Today’s work environment is characterized by robotization and automation, demographic shifts (e.g. more mature aged workers, millennials representing more than a half of the workforce, rise of the “gig” economy and high mobility of workers), challenges from young generation’s attitudes to work, fewer full time employees and the pressure to deliver solutions quickly.
Future of work and digitization
Manufacturing companies have embraced the changes automation brought to blue-collar workers. With digital transformation already underway, white-collar workers need to get ready for this evolution. The availability of big data and AI technologies will not only make about 30% of their jobs obsolete, but call for a clear strategy on a company’s digital culture - i.e. how people and machines interact and communicate together.
While the discussions about the impact of automation and digitization are on the agenda of board meetings, the effect the demographic shifts will have on the future of work is still seen by as more of a global problem rather than a local one by many Slovak companies. With the rising retirement age, companies will not only need to consider the working environment for older employees, but also train them to interact with virtual machines. New approaches to working models will be needed to make the economics for companies work, i.e. to employ older more expensive employees whose experience is needed.
The young generation on the other end expects to work with DIY (Do It Yourself) technologies and have access to several sources of information but is not at ease with interpersonal communication and prefers constant but virtual feedback. The biggest challenges for the HR department will be how to align the communication between these two groups of employees, and help older employees to adapt to the constantly changing working environment.
We are seeing an increase in contracting arrangements and part-time workers as an alternative to standard fixed employment contracts. Employees expect flexibility at work and the ability to design their own job content. Looking into the near future, including freelancers in the core teams will become daily practice. The dilemma that will have to be solved by the HR teams is who “manages” the talent - is it the company or the workers themselves? The future talent management model should then respond to this new set-up also in terms of who will provide support to these talents, in development, training and growth, but also in topics as data protection and legal matters administration.
Technology related training and career paths are offered by many companies as part of the standard curriculum already. The future challenge for the HR teams is how to identify and develop the soft-behavior skills like flexibility, agility, passion for work and entrepreneurship. These skills are often discussed at recruitment interviews, however the cultures existing in the companies usually don’t accept such behaviors - teams see new joiners as a threat and processes and KPIs to evaluate performance of behaviors have not been implemented yet. The trend to encourage such behaviors, cultivate an agile mindset, and to face and learn from the unknown, will remain. To make the best use of it, companies need to address the challenge in making it part of their DNA, culture and daily actions.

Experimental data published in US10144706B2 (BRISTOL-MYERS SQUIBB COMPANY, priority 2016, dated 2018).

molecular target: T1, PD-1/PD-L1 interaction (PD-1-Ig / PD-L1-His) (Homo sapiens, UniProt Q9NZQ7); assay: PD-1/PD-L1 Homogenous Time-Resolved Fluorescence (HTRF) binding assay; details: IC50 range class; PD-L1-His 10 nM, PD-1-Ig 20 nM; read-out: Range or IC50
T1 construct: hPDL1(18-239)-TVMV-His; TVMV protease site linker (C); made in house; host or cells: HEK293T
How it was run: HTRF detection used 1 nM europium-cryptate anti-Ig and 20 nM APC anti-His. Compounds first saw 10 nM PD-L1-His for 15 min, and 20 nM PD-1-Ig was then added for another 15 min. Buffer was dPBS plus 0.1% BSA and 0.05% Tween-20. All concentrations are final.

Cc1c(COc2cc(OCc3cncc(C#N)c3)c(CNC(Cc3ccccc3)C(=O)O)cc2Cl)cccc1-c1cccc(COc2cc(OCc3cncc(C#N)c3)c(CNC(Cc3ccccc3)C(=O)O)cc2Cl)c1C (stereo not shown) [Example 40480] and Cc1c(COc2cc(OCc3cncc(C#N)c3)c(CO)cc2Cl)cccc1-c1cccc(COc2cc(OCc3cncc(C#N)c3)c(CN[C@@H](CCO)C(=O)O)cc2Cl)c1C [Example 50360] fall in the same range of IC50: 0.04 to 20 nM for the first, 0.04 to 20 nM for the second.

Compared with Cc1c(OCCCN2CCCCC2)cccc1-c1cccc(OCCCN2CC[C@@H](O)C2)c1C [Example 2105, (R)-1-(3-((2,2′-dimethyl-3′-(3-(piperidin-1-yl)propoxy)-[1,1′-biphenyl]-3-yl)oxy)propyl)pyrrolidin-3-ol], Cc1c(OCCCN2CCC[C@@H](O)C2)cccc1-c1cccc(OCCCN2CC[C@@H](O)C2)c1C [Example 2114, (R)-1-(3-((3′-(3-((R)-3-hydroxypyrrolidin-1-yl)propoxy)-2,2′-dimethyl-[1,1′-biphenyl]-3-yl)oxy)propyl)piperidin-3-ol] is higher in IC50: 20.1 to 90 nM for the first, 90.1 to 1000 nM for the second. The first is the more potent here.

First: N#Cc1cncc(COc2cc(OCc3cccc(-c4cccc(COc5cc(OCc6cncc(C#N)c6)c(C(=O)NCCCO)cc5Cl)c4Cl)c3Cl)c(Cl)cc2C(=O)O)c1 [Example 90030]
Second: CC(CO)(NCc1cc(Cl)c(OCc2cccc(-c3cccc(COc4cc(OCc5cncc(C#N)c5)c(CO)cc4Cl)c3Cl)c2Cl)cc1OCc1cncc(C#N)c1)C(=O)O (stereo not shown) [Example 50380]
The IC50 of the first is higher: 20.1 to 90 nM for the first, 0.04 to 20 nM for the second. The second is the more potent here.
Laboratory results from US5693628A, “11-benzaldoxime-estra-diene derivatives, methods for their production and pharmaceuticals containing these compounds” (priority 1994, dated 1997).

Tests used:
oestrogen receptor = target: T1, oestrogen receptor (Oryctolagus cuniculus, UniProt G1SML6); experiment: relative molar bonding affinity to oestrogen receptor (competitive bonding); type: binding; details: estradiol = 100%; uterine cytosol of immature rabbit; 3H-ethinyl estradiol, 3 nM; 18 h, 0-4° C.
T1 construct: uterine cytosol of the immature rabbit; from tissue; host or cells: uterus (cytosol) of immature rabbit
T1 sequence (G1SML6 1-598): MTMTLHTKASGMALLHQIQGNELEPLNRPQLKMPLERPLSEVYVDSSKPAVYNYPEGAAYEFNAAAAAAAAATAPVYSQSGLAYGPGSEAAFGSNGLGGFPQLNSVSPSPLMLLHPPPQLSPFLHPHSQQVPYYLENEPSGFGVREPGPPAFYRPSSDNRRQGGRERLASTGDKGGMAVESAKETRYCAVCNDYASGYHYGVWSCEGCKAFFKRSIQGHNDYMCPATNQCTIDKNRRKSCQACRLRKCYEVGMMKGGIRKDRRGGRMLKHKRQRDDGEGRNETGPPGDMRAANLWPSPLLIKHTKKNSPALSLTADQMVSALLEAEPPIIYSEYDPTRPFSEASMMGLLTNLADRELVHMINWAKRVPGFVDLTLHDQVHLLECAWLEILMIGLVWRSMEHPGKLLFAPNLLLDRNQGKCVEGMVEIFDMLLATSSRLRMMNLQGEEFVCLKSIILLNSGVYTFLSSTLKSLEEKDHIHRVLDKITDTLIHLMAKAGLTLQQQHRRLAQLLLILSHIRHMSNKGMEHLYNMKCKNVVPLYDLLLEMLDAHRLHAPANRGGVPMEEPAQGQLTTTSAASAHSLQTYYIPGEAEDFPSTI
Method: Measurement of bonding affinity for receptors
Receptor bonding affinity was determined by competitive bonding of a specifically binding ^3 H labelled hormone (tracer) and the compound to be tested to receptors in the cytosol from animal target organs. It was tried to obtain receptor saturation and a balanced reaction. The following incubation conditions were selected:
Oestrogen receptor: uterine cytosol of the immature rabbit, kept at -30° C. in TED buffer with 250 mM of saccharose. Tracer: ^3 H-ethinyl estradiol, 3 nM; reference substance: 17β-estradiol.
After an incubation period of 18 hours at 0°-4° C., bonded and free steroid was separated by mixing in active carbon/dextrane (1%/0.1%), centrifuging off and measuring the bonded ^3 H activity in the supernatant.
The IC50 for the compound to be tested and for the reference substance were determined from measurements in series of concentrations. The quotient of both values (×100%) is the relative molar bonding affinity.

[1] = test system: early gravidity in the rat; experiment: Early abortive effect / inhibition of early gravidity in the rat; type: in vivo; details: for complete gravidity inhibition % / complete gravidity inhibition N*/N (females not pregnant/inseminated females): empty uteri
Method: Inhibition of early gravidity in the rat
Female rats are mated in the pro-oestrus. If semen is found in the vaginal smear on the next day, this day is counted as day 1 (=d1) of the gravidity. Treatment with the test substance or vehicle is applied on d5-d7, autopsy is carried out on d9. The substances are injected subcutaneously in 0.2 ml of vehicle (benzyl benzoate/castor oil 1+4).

Compensation and benefits
The COVID-19 pandemic restrictions have no doubt blurred the lines between private time and work. The remuneration systems in companies have to be adapted to new expectations employees have around flexibility in the way of working that will give them space to pursue their hobbies and interests. While the base salary remains important as an element of safety, lifestyle benefits are clearly becoming more popular. Working from home, flexible working hours, and short-term mobility within the organization, when designed correctly as lifestyle incentives, satisfy employees’ individual preferences.
As much as flexible working arrangements are the clear trend for the upcoming years, the “standard” employment contract provides a high level of safety and the feeling of being part of the company spirit. It thus has a stable place in the employee contracting portfolios.
Speaking about compensation and benefits it is important not to forget about the ethical aspect. The young generation requires clear and fair reward schemes that are openly communicated. This is a huge shift for the HR teams which have been historically set to treat the incentives-related communication as absolutely confidential.
Another clear trend in this area that supports teamwork is the increased importance of reward for positive behaviors, such as effective teamwork, and sharing of information. Measuring and rewarding the right behaviors as part of the regular evaluation circle helps to communicate the company values and to avoid non-compliant practices aimed to achieve high cash benefits.
The question mark is about the future role of bonuses, being one element of the remuneration packages. We have seen a lot of new legislation imposing regulation on incentive arrangements to avoid excessive risk taking in the past ten years. Considering the preferences of workers for lifestyle benefits over financial incentives, the relevance of bonuses in some industries in the future is uncertain.
To sum up, the focus of HR in the near term should be on:
- Introducing development programs for employees that focus on teamwork, project management, creative thinking, and agility. Adjusting such programs to address the different needs of the young versus the older generation.
- Designing flexible career models to attract and retain young talents. Structuring remuneration packages to ensure equal performance reward.
- Getting ready for lifestyle incentives and also start measuring performance based on behavior related criteria.
Dagmar Haklová, Partner, PwC Slovensko